Thursday, January 31, 2013

Surviving Fires: Fire Shelter and Wet Cloths

Hi Ferfal,
I thought this video might pique your interest:
It's one of the videos about fire shelters I have to watch every year to keep my fire line qualifications. From 13:26 to 13:54 is where they talk about not wetting your clothing or handkerchief.
I'm not actually a firefighter. Most of the time I'm a Hydrologist. But sometimes they still call out "the militia". In 2008 we had a storm come through around June 20 with a bunch of lightning and started 400 fires in one night. We got most of them out in a day or two, but some burned together and some burned until it snowed in November. I worked 6 days a week for 8 weeks that summer. Fortunately, I don't have to swing a tool on The Line anymore, but I still need to be Red-Carded so I can go where I need to unescorted on the fire.
Anyway, here's my reference for my remarks (told you I was a scientist!) and frankly, I thought you might like it.

Hi Adam, thanks a lot for sharing your knowledge. Those fire shelters sure are something.  They seem to have outstanding insulation, seems like a good shelter for extreme cold weather as well.
 New Generation Fire Shelter with Case - Large

New Generation Fire Shelter with Case - Large

Use a Wet Cloth or Not?
The video above clearly explains that when trapped by fire and especially when fighting heat, a wet cloth will do more harm than good because it transmits heat better and the vapor burns your respiratory system. Water evaporates at 100 CÂș, so we’re talking about some serious heat here. This would be the case of someone trapped in a forest fire or otherwise surrounded by burning flammable material. Having said that, if the threat you are dealing with is smoke rather than heat this may not be the case.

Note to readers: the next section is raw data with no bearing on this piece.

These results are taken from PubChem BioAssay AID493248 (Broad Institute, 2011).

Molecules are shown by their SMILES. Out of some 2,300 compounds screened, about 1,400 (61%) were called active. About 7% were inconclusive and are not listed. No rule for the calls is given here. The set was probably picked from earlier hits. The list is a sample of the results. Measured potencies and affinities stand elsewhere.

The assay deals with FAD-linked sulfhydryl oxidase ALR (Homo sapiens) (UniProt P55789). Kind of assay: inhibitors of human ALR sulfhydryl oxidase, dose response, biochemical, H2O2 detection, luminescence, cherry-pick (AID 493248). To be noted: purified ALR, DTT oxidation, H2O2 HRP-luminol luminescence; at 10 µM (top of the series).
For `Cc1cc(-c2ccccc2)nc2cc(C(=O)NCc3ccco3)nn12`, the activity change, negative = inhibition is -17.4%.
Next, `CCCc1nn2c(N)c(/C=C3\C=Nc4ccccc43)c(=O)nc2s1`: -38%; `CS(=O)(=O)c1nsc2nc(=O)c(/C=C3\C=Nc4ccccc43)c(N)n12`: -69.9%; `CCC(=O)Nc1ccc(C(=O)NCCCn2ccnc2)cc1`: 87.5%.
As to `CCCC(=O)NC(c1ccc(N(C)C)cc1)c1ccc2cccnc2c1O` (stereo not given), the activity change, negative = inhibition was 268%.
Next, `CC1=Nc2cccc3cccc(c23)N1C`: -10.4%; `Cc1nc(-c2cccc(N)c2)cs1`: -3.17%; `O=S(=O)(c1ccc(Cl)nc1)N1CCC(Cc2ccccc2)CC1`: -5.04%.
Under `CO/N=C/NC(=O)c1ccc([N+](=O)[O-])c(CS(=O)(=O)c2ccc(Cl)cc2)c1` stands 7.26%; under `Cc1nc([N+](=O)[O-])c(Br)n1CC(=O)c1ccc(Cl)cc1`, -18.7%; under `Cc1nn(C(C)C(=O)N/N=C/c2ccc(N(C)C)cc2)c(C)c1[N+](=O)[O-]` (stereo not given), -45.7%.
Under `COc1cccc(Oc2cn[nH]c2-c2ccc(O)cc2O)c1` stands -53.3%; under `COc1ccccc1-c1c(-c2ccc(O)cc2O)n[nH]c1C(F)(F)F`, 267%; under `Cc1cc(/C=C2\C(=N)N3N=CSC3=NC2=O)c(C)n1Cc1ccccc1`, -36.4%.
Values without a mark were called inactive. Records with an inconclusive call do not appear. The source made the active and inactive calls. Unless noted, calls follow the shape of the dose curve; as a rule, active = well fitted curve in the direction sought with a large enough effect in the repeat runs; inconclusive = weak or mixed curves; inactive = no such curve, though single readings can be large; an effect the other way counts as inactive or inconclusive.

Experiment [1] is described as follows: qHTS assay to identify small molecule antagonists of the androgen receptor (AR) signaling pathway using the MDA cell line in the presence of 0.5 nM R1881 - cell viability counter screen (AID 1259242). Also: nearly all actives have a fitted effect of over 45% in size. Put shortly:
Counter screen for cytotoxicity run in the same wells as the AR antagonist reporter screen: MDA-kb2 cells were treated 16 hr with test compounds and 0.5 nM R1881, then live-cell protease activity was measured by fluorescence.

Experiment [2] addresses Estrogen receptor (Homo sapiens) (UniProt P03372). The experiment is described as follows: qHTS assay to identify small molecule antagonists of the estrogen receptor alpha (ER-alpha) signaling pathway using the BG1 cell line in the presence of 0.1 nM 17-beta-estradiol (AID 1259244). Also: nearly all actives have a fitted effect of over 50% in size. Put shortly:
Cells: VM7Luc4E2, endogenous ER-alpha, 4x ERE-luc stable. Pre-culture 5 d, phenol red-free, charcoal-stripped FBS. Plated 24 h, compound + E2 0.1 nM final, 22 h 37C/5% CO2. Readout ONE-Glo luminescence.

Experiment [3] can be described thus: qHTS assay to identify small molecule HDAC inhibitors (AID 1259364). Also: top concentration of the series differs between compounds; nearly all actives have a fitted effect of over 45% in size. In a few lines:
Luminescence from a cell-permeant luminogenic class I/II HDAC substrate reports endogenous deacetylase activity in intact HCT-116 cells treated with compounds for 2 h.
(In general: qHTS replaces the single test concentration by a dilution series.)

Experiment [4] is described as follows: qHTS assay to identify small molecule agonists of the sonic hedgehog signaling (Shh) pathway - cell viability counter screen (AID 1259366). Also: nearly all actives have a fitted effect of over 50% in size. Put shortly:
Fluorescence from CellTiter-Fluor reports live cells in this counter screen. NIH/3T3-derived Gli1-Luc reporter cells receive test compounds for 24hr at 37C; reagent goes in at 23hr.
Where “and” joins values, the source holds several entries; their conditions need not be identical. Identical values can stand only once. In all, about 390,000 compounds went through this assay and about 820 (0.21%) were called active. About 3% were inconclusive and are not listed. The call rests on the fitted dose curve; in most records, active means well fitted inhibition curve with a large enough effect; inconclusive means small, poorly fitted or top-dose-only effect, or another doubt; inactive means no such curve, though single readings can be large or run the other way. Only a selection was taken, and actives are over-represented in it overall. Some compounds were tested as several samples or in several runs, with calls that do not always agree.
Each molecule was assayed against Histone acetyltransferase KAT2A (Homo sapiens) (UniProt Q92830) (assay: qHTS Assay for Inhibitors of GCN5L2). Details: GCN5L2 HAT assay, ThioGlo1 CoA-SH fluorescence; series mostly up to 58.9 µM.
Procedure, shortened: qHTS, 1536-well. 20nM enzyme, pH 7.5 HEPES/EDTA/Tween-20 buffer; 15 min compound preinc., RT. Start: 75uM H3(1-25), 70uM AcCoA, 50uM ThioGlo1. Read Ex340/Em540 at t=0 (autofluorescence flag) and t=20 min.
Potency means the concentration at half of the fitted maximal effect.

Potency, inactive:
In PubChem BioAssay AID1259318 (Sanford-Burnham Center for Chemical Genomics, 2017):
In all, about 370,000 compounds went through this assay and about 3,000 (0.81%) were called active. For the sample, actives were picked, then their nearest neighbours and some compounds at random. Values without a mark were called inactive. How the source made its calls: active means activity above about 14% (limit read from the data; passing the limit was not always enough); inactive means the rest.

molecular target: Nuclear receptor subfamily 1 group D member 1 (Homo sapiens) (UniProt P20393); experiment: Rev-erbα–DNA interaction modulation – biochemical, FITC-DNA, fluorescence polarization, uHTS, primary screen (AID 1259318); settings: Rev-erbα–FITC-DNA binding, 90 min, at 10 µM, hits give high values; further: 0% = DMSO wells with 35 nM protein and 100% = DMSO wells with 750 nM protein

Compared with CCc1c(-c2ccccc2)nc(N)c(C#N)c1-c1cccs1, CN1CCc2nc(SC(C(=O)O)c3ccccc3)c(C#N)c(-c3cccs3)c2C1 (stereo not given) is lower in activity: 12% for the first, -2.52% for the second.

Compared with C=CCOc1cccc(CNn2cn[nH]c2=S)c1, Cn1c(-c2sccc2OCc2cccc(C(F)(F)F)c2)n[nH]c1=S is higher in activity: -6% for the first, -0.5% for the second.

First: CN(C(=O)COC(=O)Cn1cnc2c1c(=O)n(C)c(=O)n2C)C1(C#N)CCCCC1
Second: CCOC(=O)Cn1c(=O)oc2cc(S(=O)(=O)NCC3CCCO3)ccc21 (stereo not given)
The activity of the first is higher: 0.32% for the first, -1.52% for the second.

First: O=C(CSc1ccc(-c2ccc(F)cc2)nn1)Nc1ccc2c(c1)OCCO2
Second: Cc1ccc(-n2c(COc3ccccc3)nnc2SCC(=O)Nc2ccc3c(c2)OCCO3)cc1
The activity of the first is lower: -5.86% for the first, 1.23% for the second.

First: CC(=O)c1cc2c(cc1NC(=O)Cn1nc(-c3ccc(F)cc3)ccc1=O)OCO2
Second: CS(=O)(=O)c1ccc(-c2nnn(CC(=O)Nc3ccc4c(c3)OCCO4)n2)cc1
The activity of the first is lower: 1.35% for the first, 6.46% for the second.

During World War I, British troops used clothes soaked with urine against chemical attacks (chlorine). At the same time many seem to have died because of the use of poorly designed wet cotton pads intended to be used as filters. Soldiers could not breathe through these when soaked with water. The effectiveness of a wet cloth over your mouth and nose is limited, yet it is still recommended in some cases:
"According to the fire safety guidebook Get Out Alive, which is endorsed by the U.S. Fire Administration, the recommended and almost universally endorsed method of filtering smoke during a fire is to place a wet cloth over the nose and mouth before escaping. The wet cloth absorbs some of the smoke particles and filters noxious substances in the smoke, thereby reducing smoke inhalation. While the use of a wet cloth will not eliminate smoke inhalation, its purpose is to reduce smoke inhalation for a sufficient amount of time to escape the smoky condition. The more time that is available to the person to escape before being overcome by smoke, the greater the likelihood of survival."
The FAA makes a similar recommendation:
“A wet cloth held over the nose and mouth provides some protection from smoke inhalation”
Another common event during club fires seems to be that as the sound  insulation material and various plastic decorations start burning, they start dropping over victims in ignited melted form. Some accounts from “Republica Cromagnon” nightclub victims indicate that burning plastic would shower them as they escaped, dropping from the roof, in some cases igniting their hair. In this case I believe that if you do have a bottle or cup of water already at hand, soaking your head and clothes as you evacuate may help.